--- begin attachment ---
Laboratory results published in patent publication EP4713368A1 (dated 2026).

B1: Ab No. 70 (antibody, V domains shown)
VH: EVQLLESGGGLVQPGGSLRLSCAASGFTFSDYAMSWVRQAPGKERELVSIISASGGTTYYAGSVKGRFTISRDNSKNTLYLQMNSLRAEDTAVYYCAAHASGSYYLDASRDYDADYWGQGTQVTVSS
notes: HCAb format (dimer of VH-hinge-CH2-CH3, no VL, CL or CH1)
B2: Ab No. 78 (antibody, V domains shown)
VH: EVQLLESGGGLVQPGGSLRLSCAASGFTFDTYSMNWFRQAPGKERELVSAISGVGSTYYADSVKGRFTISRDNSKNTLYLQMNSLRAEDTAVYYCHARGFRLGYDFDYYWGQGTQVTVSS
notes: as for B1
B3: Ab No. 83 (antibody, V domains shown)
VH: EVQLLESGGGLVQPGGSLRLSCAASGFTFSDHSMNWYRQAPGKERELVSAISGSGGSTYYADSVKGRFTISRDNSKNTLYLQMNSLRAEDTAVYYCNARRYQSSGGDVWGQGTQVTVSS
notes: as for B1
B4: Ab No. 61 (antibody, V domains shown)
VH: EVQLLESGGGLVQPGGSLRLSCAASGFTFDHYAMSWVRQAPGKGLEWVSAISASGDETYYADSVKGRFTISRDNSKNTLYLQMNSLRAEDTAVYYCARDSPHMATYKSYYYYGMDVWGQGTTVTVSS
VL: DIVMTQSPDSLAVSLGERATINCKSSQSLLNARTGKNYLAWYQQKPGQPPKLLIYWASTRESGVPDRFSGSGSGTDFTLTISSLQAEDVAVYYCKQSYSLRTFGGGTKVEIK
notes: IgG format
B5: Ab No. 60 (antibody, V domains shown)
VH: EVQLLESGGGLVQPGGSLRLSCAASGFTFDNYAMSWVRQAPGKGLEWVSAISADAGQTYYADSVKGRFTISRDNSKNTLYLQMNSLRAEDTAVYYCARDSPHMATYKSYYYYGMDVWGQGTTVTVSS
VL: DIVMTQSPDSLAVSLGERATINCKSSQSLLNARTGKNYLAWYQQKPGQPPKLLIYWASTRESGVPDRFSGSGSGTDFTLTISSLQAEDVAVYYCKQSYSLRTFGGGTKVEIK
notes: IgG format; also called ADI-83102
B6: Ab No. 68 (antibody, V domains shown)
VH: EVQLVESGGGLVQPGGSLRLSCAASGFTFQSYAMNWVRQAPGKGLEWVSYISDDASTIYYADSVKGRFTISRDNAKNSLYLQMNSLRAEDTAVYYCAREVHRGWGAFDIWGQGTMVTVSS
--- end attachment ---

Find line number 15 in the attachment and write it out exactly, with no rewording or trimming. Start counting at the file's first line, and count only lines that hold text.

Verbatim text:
B5: Ab No. 60 (antibody, V domains shown)